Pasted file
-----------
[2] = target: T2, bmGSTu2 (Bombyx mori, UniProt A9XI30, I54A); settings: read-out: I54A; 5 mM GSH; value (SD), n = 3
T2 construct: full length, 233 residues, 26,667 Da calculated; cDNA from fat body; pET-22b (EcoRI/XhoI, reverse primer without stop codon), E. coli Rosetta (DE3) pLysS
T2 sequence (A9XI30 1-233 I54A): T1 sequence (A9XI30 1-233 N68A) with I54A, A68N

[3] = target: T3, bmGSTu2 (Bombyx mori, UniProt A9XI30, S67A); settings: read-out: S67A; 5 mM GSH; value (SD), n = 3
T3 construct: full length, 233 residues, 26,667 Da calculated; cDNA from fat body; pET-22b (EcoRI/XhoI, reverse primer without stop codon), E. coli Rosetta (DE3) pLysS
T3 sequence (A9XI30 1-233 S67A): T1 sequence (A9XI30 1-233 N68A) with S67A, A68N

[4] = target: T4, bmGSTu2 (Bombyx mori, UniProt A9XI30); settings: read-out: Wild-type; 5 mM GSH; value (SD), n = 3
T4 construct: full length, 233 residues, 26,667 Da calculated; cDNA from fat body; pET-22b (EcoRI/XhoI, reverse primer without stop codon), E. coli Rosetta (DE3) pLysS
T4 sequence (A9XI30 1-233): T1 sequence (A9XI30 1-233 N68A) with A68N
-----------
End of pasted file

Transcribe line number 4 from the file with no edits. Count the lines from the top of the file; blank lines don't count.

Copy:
[3] = target: T3, bmGSTu2 (Bombyx mori, UniProt A9XI30, S67A); settings: read-out: S67A; 5 mM GSH; value (SD), n = 3